All's not well with Bengal BJP. And these 2 issues are to blame
The Bengal unit of the Bharatiya Janata Party finds itself in a fix on two fronts.
One is the induction of former CPI(M) leader Lakshman Seth into the party, which seems to have widened the rift between BJP national secretary Rahul Sinha and state BJP president Dilip Ghosh.
The other issue is Rajya Sabha MP Roopa Ganguly's comment that the Hindu minority in Bangladesh is safe, and that the Sheikh Hasina government is making all efforts to ensure the community can live peacefully. On this issue, RSS state spokesperson Jishnu Bose is said to be miffed.
Both Sinha and Bose reportedly want to meet the party's top leadership in New Delhi to discuss their grievances.
Why Seth is a problem
Sinha said he did not want to comment on the issue of Seth joining the party, since he had already become a member, without any consultation with him.
"Let us see what happens in the future. It is not necessary to comment on all issues right now," Sinha said.
Seth was a CPI(M) strongman who once virtually ruled Tamluk, the district headquarters of East Midnapore, and courted infamy over his alleged involvement in the Nandigram violence of 2007. He was expelled from the CPI(M) in 2014, and had slipped into virtual anonymity.
After being expelled for alleged 'anti-party activities', Seth floated his own political outfit, the Bharat Nirman Party (BNP), in August that year. However, that did not lead him anywhere in particular.
Eyeing a return to the political mainstream after a two-year hiatus, Seth joined the BJP on 21 October, after having met Ghosh and voiced his willingness to join the saffron camp and fight the bypoll from the Tamluk Lok Sabha constituency. The BJP is mulling merging the BNP into itself, and is waiting for the central leadership to take a call on this issue.
However, the BJP has not offered him a ticket from Tamluk. Instead, sources close to Ghosh said the party would use his influence to expand its footprint in East Midnapore.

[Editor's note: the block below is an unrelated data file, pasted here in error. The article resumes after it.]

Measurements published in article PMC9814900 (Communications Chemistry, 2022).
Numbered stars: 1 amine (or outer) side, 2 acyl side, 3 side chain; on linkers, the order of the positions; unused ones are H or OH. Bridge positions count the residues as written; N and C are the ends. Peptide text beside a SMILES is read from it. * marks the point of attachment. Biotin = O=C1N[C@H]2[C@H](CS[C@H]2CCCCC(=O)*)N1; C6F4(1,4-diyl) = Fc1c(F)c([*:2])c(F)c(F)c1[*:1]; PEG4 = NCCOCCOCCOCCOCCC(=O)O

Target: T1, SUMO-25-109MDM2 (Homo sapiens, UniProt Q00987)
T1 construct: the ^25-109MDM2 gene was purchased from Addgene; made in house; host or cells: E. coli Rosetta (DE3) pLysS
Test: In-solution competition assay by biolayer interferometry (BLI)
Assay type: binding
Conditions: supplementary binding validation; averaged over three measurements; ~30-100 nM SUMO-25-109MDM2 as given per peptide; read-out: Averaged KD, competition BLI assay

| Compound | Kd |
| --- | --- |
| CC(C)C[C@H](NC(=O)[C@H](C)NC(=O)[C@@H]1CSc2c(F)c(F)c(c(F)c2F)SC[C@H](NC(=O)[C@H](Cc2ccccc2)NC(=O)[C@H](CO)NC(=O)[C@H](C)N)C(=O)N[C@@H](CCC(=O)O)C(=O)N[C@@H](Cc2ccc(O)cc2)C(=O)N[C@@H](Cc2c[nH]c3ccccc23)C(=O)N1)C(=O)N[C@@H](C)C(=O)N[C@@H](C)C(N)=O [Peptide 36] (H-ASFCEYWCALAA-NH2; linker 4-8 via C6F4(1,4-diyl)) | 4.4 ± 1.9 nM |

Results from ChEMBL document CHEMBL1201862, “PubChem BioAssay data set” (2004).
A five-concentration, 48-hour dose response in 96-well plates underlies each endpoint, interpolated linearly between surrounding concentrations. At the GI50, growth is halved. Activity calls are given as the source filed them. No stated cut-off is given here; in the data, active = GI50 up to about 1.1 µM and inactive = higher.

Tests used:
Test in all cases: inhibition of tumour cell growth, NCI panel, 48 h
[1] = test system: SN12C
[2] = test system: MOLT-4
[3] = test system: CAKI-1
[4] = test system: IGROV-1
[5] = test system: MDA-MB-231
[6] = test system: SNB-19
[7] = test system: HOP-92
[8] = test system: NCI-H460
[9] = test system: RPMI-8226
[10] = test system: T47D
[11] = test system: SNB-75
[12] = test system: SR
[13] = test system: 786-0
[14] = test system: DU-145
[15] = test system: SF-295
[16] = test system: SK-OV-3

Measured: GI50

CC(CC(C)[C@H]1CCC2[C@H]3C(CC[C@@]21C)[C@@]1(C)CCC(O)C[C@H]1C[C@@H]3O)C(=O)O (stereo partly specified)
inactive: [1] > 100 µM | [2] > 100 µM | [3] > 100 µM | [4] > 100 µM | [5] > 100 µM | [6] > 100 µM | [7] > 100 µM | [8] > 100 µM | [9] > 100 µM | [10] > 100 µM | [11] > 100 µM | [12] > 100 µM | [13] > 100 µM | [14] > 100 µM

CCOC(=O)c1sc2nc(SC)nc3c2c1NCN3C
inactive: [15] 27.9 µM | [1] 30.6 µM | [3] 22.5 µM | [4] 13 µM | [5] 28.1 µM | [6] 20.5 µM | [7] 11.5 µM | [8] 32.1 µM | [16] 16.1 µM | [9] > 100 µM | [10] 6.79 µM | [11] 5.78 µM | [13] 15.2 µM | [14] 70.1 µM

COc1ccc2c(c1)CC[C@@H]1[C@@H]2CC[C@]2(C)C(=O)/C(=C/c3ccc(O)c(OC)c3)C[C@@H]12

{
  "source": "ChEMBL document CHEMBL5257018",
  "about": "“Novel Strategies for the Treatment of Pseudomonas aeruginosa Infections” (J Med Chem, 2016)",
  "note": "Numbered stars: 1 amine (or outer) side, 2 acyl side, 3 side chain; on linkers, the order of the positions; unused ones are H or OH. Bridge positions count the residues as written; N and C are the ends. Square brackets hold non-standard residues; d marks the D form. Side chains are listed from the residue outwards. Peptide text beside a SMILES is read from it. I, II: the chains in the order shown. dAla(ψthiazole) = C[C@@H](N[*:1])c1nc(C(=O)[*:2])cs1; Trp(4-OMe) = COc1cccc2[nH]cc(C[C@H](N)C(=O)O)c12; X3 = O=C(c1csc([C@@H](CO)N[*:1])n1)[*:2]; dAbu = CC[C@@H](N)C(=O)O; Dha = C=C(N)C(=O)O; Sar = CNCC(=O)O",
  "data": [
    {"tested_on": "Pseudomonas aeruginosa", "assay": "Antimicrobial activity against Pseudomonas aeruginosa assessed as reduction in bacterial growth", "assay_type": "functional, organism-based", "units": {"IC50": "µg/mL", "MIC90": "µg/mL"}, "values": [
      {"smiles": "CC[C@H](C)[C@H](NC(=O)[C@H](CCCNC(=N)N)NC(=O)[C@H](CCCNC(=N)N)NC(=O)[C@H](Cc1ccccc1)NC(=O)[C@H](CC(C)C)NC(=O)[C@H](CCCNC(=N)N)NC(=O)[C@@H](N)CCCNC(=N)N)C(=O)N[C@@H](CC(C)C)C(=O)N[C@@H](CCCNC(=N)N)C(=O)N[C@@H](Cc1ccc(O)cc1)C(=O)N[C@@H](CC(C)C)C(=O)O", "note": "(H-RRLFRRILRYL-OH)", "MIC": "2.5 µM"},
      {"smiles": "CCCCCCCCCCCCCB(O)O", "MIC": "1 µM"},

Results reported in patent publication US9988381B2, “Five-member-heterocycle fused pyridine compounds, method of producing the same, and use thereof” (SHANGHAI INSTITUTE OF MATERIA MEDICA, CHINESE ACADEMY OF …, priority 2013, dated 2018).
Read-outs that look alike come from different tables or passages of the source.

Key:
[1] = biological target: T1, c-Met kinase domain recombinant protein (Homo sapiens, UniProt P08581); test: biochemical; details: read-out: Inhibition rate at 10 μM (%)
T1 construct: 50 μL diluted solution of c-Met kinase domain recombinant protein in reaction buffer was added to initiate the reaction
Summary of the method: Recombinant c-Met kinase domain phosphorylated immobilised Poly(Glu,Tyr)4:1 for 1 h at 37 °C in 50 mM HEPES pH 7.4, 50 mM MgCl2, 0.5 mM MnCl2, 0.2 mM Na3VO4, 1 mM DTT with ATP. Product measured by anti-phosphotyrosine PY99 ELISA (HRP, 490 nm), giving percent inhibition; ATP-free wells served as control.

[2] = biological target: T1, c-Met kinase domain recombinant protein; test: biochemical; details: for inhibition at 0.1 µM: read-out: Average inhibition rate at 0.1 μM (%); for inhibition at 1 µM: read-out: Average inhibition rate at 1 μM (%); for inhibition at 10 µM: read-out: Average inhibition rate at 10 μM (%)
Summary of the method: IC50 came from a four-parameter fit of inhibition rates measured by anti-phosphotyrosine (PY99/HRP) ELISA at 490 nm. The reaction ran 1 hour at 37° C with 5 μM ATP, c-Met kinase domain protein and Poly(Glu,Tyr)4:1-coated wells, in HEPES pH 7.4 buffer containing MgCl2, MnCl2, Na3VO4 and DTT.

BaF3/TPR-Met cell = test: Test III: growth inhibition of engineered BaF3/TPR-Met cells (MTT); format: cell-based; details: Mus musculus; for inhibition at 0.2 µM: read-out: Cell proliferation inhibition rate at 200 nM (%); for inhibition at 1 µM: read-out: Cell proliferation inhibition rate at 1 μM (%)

In addition, the differences within the party over Seth's induction were brought into the open when the nominated Lok Sabha MP from the Anglo India community, BJP member and Bengali actor George Baker, said in a mocking tone: "Ours is a big family and there is room for everyone. All are welcome. Even if Chief Minister Mamata Banerjee or former Chief Minister Buddhadeb Bhattacharjee want to join the BJP, they would be welcome."
Ganguly's problematic comments
Meanwhile, on 28 October, Bose, the RSS's state secretary expressed his displease at Ganguly's comments about the Hindu minority in Bangladesh.
This has been one of the RSS's pet issues in the state, and Bose said: "I think she does not have enough information about the living condition of Hindus in Bangaldesh in totality when she made the comment. Hindu minorities are subjected to attacks by fundamental religious groups. The ground reality is different from what she said. We had already apprised Ganguly about the present situation in Bangladesh."
The ruling Trinamool Congress has scoffed at the BJP's internal squabbles, with senior leaders saying this is the very reason why the party has not been able to make a serious dent in Bengal. They also blamed the BJP for constantly trying to fan communal passions in the state.
A senior minister in the Bengal government said: "It is good for Seth to join a national party, as he has completely lost his political power. But we are ready to counter Seth is all possible ways."
According to the minister, the TMC will launch a strong attack on BJP if it spreads communal tension in the state. He quoted a tweet recently posted by Mamata Banerjee: "Communal terrorism is the worst form of terrorism."
Political analysts are of the opinion that the internal divide within the Bengal BJP will certainly help the TMC garner more votes in the forthcoming bypoll. They are also unsure just how much impact Seth will have on the BJP.
Edited by Shreyas Sharma
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